1. Compute the monthly precipitation for each year. (You need to sum up the precipitation for each month, for each year.) When working with precipitation it is important to summarise using totals. This is different from working with temperature, where we would typically summarise using means. Why should you use totals to summarise precipitation?
oz_prcp_mthyr <- oz_weather_long %>%
filter(!(year == ??? & month == ???)) %>%
group_by(???, ???, ???) %>%
summarise(prcp_tot = sum(???, na.rm=T)) %>%
ungroup()
1. Make a line plot of monthly precipitation by month, grouping by station, for 2018. Overlay a smoother. Is there generally a decreasing trend in rainfall this year across the country?
oz_prcp_mthyr %>%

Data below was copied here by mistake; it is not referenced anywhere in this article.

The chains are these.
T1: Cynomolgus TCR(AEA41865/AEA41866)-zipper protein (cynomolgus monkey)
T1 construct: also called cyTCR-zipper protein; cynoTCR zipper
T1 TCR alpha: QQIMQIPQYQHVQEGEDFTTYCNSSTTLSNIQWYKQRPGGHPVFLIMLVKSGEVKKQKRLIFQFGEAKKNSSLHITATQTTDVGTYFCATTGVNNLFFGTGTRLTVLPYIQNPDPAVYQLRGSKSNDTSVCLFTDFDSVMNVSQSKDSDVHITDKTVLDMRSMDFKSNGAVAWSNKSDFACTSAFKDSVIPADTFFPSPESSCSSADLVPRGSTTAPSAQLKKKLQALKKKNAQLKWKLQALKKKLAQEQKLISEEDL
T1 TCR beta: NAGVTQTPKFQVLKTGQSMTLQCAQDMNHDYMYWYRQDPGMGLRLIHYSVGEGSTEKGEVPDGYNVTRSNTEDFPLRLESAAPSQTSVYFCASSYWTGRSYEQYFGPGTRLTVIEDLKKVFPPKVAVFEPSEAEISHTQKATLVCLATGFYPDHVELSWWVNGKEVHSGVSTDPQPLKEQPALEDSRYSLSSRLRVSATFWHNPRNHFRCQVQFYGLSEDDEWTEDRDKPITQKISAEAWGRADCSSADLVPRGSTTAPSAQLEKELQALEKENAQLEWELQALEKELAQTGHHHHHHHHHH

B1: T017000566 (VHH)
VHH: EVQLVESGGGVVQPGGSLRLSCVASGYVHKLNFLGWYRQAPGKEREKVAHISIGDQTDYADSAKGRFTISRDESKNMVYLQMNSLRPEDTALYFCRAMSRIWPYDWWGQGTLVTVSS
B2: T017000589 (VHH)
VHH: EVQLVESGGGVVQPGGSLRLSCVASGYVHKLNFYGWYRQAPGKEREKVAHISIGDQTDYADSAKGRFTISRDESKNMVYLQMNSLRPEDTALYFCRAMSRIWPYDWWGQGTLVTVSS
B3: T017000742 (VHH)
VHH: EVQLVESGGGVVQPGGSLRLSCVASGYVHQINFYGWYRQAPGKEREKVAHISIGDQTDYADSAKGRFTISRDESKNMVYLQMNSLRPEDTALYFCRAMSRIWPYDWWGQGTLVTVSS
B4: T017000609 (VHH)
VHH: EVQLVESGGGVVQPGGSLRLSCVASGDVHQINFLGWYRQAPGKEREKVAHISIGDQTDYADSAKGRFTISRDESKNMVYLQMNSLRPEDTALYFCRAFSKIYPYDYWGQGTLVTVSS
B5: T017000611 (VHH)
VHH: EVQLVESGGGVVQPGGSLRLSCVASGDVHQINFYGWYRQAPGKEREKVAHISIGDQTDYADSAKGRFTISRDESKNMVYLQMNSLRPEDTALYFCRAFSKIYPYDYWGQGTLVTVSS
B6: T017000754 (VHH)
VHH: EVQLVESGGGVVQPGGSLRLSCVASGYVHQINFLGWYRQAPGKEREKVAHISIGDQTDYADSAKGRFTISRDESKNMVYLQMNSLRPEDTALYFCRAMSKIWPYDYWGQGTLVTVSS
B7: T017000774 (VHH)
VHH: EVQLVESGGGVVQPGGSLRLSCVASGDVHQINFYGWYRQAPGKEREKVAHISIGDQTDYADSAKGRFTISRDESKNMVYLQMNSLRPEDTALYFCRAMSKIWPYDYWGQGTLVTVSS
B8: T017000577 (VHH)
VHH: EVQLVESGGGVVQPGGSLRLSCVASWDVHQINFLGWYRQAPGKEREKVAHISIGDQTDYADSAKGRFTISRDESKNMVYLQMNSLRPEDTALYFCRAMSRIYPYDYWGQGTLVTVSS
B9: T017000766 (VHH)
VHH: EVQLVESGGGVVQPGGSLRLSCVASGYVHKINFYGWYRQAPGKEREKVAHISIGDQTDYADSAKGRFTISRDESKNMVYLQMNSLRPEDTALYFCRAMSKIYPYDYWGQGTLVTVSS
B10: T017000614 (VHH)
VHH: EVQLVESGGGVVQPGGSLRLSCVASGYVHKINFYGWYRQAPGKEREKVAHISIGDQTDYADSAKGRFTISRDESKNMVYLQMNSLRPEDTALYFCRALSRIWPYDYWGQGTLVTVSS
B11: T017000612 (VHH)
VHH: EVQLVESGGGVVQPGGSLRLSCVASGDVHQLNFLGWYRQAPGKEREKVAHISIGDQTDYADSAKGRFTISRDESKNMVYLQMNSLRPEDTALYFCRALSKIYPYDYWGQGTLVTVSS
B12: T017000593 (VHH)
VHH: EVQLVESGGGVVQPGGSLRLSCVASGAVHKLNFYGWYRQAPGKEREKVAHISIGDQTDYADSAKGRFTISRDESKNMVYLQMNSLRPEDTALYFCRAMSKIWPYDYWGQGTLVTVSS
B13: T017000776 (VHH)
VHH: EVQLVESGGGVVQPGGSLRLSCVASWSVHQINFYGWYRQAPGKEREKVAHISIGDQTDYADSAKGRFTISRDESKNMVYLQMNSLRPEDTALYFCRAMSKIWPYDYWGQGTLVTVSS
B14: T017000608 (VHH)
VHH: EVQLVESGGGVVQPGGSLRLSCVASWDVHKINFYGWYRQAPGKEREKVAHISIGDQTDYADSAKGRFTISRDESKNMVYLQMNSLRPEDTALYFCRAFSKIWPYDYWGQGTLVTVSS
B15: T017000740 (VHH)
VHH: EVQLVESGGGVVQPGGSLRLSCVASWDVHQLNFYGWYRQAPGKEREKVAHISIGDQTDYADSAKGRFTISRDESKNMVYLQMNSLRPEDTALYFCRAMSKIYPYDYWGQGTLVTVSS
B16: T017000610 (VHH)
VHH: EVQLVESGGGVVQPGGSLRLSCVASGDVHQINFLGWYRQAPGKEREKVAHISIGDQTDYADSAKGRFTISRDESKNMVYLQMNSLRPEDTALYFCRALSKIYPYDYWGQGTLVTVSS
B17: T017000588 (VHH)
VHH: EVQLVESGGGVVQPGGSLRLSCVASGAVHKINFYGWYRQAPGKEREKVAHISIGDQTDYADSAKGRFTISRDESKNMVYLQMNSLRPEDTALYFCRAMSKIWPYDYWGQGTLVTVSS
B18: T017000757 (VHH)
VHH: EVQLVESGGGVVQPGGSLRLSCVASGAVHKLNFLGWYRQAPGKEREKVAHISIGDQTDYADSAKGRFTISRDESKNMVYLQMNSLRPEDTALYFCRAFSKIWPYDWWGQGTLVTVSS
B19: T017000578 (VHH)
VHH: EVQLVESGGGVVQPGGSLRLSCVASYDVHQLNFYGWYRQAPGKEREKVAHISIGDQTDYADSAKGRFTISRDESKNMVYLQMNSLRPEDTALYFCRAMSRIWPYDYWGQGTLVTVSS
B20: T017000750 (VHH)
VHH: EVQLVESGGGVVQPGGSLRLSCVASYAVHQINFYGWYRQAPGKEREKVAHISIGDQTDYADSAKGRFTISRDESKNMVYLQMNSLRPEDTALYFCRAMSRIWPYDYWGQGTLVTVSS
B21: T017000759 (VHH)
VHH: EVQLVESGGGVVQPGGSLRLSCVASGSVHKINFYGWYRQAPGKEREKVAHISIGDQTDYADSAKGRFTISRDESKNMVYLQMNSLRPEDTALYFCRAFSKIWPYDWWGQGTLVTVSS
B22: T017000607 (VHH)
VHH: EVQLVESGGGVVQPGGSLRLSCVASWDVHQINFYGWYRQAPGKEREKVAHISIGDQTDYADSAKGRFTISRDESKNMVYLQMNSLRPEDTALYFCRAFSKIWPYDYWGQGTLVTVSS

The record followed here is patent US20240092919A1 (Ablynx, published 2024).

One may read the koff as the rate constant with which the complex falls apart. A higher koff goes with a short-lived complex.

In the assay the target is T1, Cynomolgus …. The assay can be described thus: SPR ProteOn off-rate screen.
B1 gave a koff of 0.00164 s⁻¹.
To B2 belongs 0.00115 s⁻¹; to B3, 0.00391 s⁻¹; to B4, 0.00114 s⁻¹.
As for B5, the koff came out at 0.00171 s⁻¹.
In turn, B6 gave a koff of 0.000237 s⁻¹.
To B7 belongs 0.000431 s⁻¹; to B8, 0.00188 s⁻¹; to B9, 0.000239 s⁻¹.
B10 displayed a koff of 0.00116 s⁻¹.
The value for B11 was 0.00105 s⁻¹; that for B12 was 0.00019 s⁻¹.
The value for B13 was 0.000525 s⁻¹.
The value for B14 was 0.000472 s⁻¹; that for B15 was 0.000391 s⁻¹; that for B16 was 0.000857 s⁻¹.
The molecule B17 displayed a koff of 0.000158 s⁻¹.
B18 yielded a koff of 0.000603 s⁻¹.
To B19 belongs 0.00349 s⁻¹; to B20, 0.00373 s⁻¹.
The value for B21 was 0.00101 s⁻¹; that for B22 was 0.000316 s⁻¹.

filter(year == ???) %>%
ggplot(aes(x=???, y=???)) +
geom_line(aes(group=???), alpha=0.2) +
geom_???(se=FALSE, alpha=1)
1. Compute the long term average monthly precipitation for each station. (Use your previous summary and then average the values by month.) This is going to be a baseline for comparing precipitation this year.
oz_prcp_longterm <- oz_prcp_mthyr %>%
filter(??? < 2018) %>%
group_by(???, ???) %>%
summarise(prcp_av = mean(???))
ggplot(oz_prcp_longterm, aes(x=???, y=???)) +
geom_line(aes(group=???), alpha=0.2) 
1. Now we want to look at the general pattern of rainfall this year, whether it is higher of lower than expected. Compute the relative change between monthly precipitation of the first 7 months of this year, 2018, and the long term monthly average precipitation, for each station. Plot this difference on a map of Australia. (Make sure you use an appropriate colour scale.) To calculate relative change, use this formula:

$Relative~change~ = \frac{T_{2018}-T_{longterm}}{T_{longterm}}$